“IF, in the month of dark December.
Leander, who was nightly wont
(What maid will not the tale remember?)
To cross they stream, broad Hellespont;”
By Lord Byron
In 2013 I came across an article about open water swimming with a picture of a large stretch of blue water full of orange-capped swimmers. It was the Bosphorus Cross-Continental swim – 6.5km down one of the World’s busiest shipping lanes in Istanbul – which was described as being a swim once completed by Lord Byron. And while I’ve since discovered that this wasn’t factually correct, I was inspired by the idea of taking part in something steeped in literary history.
So, I applied to the Turkish Olympic Committee and duly got my place. Then the hard work began. I had to find a swimming coach to improve my front crawl technique and who could vouch for my swimming ability. I had to have a full doctor’s check-up and of course, there was the countless laps of the 50m pool at Bath University. But then…
I got freaked out! I was getting tons of emails in Turkish and suddenly felt like I’d taken on too big a challenge. That’s when I heard about Swim Trek and soon discovered that they too run a swim in Turkey – the Hellespont and Dardanelles – nicknamed the World’s Oldest Swim, and this time it really was a swim Lord Byron had done. I switched over immediately.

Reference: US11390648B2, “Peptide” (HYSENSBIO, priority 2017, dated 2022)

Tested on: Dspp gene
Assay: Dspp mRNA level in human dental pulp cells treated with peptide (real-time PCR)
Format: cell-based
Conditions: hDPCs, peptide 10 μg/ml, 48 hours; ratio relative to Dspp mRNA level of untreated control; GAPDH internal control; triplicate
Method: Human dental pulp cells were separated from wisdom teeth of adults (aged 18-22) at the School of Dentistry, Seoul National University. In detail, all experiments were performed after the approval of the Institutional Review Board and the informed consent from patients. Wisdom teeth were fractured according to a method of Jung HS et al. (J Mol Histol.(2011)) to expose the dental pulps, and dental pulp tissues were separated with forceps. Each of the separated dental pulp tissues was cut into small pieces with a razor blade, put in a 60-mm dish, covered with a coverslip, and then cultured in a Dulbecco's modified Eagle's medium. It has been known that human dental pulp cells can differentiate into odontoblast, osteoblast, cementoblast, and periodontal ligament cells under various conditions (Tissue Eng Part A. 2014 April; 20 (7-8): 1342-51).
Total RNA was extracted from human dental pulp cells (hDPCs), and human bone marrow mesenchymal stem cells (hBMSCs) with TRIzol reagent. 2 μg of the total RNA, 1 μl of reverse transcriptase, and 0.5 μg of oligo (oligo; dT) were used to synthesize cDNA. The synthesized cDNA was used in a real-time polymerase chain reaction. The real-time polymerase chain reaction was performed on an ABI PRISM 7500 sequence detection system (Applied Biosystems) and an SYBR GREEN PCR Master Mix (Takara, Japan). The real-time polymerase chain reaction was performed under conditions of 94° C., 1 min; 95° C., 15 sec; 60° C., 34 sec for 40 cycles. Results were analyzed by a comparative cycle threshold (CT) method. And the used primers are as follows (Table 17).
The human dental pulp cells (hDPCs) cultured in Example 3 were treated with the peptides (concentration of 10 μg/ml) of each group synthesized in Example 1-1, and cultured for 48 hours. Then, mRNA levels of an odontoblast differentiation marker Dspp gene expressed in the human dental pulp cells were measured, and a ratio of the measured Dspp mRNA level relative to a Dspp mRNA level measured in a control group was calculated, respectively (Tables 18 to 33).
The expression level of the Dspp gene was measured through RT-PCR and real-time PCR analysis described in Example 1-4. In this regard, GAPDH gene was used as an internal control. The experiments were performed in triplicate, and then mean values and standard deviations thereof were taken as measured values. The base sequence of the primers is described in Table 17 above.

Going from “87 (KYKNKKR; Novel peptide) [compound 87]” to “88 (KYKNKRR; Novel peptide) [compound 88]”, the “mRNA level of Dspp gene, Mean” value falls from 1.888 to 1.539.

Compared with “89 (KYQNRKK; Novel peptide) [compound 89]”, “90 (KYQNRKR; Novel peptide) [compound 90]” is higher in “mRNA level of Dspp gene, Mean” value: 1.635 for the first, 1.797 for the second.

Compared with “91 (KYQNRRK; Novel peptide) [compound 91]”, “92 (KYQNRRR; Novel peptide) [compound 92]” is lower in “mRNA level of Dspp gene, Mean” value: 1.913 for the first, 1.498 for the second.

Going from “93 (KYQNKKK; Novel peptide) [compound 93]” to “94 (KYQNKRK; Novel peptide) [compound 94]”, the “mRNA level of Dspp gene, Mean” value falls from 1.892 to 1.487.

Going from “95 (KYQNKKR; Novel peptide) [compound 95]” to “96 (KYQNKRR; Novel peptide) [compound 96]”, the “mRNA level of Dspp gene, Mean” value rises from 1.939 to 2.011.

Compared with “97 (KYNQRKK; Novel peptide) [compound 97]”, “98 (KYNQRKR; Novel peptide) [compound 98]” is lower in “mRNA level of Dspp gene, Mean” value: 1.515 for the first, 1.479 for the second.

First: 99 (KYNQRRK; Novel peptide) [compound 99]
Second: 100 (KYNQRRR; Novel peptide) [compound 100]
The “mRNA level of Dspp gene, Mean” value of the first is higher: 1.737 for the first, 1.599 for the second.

The Hellespont & Dardanelles – a narrow stretch of water separating Europe from Asia – is steeped in history, boasting the Greek myth of Leander who supposedly swam the distance at night to meet his lover Hero. Lord Byron wanted to swim it to prove it was possible and on 3rd May 1810, his second attempt, he did.
When I signed up to do this swim, I had no clue what I was getting into. I’d completed one outdoor swim around Burgh island, but other than that, I’d done all my training in the pool. It was on a boat tour of the route, the sea looking wild and choppy, that I had a sudden understanding that this was going to be a swim that required tactical knowledge as well as endurance. I knew I had the latter, but not so much the former…
You see the Hellespont is a dangerous stretch of water, with strong currents that if not traversed across correctly, would sweep you straight past the finish line and out into the Aegean Sea. The slower the swimmer, the more exaggerated route you took in the shape of a curve. I only learnt about all this as I was staring out at the water, gulping with nerves, wondering what I’d got myself into.
As it turned out, I needn’t have worried. I listened to what the coaches said as they travelled around by motorboat calling out suggested sighting points. I chose the most cautious path and it paid off. I completed the swim in 1hr 17min. Not bad considering Lord Byron completed it in an hour and ten…
I arrived in Istanbul feeling excited and after a five hour coach journey followed by a ferry to Çanakkale, I couldn’t wait to get going. Swim Trek were excellent hosts of the non-Turkish side of the event and it’s at the first night party that I learnt more about the history of this stretch of water.